Teaching students right from wrong has a positive effect on their academic performance, according to a recently released meta-study by a professor specializing in teacher education.
California State University, Long Beach Professor William Jeynes presented his findings last week before researchers at Oxford University.
His analyses examined 52 studies with a combined sample of approximately 225,000 students, which showed that character education in high school can have a positive impact on pupils.
In a statement emailed to The Christian Post, Jeynes explained that this meta-analyses showed that character education is valuable even after students are no longer children.
"The results are particularly intriguing, because the sparse number of character education school programs that there are, emphasize 'getting them when they're young,'" stated Jeynes.
"However, these results suggest that not only does character education have quite robust effects on student behavior and academic outcomes overall, but it also has an especially potent impact in high school."
Jeynes also noted that while his findings may seem to contradict the common belief that character education should primarily be done at younger grades, "they really do make sense."
"Students begin the process of making some of the most important decisions of their lives when they are in high school. If there is ever a time in which they need moral guidance, this is the time period," continued Jeynes.
"When we raised our children, we often told them to make certain that they walk the straight and narrow particularly during high school, college, and young adulthood, because it is during this period that they will make some of the most important decisions of their lives."
Since the 1990s, public schools have made an increased effort to include character education as part of the curriculum in response to concerns over growing juvenile delinquency.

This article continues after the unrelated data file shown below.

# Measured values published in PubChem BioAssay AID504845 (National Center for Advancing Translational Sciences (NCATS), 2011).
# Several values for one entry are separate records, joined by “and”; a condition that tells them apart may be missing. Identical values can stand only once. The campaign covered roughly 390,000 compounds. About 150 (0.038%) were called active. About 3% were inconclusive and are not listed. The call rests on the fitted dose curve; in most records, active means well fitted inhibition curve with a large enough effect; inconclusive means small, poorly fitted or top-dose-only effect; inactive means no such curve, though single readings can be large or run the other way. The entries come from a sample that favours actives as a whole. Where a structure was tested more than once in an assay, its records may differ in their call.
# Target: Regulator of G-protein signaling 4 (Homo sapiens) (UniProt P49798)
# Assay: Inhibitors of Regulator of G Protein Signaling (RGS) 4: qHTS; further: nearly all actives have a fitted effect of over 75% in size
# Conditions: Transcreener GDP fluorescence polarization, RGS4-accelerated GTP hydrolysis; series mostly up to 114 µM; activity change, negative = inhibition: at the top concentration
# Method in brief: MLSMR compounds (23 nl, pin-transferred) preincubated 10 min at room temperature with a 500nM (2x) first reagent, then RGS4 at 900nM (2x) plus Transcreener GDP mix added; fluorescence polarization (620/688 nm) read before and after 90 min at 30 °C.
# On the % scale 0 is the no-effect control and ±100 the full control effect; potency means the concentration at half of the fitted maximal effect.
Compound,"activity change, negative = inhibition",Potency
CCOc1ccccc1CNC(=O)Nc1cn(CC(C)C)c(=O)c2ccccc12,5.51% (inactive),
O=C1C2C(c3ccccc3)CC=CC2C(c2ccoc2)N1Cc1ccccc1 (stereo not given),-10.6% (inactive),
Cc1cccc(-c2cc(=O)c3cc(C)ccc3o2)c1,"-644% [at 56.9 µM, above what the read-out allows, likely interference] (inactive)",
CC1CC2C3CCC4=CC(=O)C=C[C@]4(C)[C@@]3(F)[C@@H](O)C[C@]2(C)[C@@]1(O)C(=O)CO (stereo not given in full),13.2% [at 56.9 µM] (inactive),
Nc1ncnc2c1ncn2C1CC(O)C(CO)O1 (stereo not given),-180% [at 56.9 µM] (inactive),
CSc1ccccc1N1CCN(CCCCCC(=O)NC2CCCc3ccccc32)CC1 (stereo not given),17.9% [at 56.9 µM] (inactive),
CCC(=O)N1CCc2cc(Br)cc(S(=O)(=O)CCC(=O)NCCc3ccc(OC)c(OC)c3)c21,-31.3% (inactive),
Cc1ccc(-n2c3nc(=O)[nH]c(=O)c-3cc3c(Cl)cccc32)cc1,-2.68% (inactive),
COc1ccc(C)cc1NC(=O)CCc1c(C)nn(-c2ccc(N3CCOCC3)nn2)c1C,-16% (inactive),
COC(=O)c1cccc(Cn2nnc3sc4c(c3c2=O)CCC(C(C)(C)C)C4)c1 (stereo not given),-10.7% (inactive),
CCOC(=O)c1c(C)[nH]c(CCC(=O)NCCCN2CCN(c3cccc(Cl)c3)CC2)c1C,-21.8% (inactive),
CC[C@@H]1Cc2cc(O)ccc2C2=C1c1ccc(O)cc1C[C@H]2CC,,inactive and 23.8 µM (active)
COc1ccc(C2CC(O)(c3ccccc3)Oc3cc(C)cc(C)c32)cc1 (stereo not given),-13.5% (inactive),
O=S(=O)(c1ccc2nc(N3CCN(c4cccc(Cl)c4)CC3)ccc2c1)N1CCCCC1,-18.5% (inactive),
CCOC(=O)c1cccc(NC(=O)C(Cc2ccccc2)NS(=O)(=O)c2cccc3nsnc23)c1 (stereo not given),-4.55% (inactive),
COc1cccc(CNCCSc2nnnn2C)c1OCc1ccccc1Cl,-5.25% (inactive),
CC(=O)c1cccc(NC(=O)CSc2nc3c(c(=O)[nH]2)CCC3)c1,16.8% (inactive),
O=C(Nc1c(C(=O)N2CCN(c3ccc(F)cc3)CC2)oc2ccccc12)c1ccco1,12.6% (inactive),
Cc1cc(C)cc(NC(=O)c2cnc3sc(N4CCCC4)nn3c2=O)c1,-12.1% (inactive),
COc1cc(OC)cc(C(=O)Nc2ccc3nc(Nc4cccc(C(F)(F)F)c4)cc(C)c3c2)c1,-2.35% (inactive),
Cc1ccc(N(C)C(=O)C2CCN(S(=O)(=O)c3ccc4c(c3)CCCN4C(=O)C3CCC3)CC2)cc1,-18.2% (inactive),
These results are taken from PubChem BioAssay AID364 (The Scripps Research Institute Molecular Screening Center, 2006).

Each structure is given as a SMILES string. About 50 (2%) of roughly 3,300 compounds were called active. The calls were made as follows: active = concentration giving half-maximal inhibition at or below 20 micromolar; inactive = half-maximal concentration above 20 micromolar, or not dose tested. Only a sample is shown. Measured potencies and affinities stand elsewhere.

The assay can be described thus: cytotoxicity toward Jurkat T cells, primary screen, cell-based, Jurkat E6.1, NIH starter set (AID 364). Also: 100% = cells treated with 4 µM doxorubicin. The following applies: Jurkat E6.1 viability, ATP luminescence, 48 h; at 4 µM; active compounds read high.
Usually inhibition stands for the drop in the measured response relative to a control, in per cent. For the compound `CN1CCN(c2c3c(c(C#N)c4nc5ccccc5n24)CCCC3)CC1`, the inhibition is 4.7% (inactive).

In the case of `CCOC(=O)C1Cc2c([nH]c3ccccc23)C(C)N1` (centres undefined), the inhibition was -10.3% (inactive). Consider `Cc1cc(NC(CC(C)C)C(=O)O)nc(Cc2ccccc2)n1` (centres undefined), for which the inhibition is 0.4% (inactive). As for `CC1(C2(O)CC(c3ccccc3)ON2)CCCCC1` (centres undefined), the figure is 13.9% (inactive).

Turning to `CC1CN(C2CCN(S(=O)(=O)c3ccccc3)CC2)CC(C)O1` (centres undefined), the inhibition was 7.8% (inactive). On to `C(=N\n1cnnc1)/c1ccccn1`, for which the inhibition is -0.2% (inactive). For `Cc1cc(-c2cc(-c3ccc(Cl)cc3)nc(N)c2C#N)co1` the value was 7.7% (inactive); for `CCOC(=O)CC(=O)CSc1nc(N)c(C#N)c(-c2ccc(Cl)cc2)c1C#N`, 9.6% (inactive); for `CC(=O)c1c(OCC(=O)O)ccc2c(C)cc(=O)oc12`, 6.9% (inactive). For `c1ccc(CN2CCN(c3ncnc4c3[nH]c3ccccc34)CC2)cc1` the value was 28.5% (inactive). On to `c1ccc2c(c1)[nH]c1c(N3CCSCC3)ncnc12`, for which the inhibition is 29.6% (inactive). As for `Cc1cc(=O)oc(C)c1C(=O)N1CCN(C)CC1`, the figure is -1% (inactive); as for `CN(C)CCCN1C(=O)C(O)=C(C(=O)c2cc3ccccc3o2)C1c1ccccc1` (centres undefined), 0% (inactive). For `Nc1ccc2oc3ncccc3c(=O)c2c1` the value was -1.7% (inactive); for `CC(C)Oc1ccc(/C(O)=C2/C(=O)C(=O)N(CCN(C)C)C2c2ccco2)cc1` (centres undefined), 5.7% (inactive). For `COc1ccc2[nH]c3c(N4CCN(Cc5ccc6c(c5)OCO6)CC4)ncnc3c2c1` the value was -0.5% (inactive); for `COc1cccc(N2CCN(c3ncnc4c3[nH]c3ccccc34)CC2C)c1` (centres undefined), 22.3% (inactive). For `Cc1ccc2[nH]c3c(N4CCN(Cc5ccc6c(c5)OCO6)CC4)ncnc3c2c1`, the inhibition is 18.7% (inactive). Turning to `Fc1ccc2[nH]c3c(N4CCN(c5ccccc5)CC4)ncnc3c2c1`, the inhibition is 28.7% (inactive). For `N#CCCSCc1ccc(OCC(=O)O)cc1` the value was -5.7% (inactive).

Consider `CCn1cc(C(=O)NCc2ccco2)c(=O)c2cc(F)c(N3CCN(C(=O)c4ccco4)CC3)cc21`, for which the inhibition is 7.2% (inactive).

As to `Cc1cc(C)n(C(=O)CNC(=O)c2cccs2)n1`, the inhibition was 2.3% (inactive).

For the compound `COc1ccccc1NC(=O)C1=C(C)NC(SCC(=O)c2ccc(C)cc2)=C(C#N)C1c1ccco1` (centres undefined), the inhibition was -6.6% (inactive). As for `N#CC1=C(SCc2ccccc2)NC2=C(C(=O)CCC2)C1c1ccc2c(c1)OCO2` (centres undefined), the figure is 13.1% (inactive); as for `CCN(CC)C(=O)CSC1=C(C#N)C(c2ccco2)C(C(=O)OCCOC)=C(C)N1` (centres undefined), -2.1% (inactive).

Past studies on the effectiveness of character education have varied in their findings. For example, a 2002 study by William G. Thompson of East Tennessee State University found that character education "may have a positive effect on student behavior."
"Character education should be an integral part of the curriculum, not taught as a separate subject. This includes not only academic subjects but also specialty areas such as art, music, and physical education," noted Thompson's abstract.
"Classroom rules should be based on the principles of good character, and teachers should model good character for the students to observe. Additionally, students should be taught character through hands-on service activities that contribute to the school, the community, and society in general."
However, a 2010 report from the U.S. Department of Education's Institute of Education Sciences found little impact among students taking one of seven character education programs offered in public schools.
"The programs improved teachers' sense that students supported them during the first two years of the study, but this effect fell off by the third year. Aside from that, the individual programs showed a mixed bag of results among the 20 indicators that shifted from good to bad from year to year, and none proved significant in the overall findings," reported Education Week in Oct. 2010.
"In the end, researchers found no evidence that the programs, taken individually or together, improved students' behavior, academic performance or gains, or their perceptions of the school climate. And the results were no better for schools with better implementation."
These differences point to the need for meta-analyses, which combine the results from many different studies, such as Jeynes'.
"The character education that is appropriate in our contemporary society is one that emphasizes the values that virtually all people value, unless they are in prison or a sociopath. These include honesty, sincerity, responsibility, love, and respect. We do not have to go into the real controversial issues," Jeynes said.